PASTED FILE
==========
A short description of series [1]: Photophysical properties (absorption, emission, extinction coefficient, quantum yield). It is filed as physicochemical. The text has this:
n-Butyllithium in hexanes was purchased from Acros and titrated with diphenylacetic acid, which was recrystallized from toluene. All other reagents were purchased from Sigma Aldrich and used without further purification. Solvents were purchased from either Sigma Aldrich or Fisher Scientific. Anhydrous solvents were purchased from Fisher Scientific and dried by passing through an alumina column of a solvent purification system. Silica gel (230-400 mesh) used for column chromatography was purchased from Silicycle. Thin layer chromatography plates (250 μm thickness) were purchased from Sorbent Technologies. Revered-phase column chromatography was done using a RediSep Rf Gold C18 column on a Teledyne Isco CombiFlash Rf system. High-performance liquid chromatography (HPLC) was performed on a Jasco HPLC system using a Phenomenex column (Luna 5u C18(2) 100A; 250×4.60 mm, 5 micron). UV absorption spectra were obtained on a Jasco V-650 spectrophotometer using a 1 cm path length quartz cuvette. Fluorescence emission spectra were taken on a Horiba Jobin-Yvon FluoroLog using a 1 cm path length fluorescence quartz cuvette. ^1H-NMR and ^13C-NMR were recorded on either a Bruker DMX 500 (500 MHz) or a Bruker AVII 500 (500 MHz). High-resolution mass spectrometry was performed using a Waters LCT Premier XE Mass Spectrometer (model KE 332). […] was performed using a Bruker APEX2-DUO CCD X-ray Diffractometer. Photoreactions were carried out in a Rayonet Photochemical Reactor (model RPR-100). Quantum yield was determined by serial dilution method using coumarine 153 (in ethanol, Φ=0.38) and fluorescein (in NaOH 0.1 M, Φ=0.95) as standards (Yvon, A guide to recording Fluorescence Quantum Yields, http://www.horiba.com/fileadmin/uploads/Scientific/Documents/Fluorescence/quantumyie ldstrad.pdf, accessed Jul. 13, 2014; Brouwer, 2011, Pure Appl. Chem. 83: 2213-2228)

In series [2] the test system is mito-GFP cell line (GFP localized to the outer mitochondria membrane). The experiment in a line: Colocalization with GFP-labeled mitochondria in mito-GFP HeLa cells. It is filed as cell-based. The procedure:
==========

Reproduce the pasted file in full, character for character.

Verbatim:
A short description of series [1]: Photophysical properties (absorption, emission, extinction coefficient, quantum yield). It is filed as physicochemical. The text has this:
n-Butyllithium in hexanes was purchased from Acros and titrated with diphenylacetic acid, which was recrystallized from toluene. All other reagents were purchased from Sigma Aldrich and used without further purification. Solvents were purchased from either Sigma Aldrich or Fisher Scientific. Anhydrous solvents were purchased from Fisher Scientific and dried by passing through an alumina column of a solvent purification system. Silica gel (230-400 mesh) used for column chromatography was purchased from Silicycle. Thin layer chromatography plates (250 μm thickness) were purchased from Sorbent Technologies. Revered-phase column chromatography was done using a RediSep Rf Gold C18 column on a Teledyne Isco CombiFlash Rf system. High-performance liquid chromatography (HPLC) was performed on a Jasco HPLC system using a Phenomenex column (Luna 5u C18(2) 100A; 250×4.60 mm, 5 micron). UV absorption spectra were obtained on a Jasco V-650 spectrophotometer using a 1 cm path length quartz cuvette. Fluorescence emission spectra were taken on a Horiba Jobin-Yvon FluoroLog using a 1 cm path length fluorescence quartz cuvette. ^1H-NMR and ^13C-NMR were recorded on either a Bruker DMX 500 (500 MHz) or a Bruker AVII 500 (500 MHz). High-resolution mass spectrometry was performed using a Waters LCT Premier XE Mass Spectrometer (model KE 332). […] was performed using a Bruker APEX2-DUO CCD X-ray Diffractometer. Photoreactions were carried out in a Rayonet Photochemical Reactor (model RPR-100). Quantum yield was determined by serial dilution method using coumarine 153 (in ethanol, Φ=0.38) and fluorescein (in NaOH 0.1 M, Φ=0.95) as standards (Yvon, A guide to recording Fluorescence Quantum Yields, http://www.horiba.com/fileadmin/uploads/Scientific/Documents/Fluorescence/quantumyie ldstrad.pdf, accessed Jul. 13, 2014; Brouwer, 2011, Pure Appl. Chem. 83: 2213-2228)

In series [2] the test system is mito-GFP cell line (GFP localized to the outer mitochondria membrane). The experiment in a line: Colocalization with GFP-labeled mitochondria in mito-GFP HeLa cells. It is filed as cell-based. The procedure: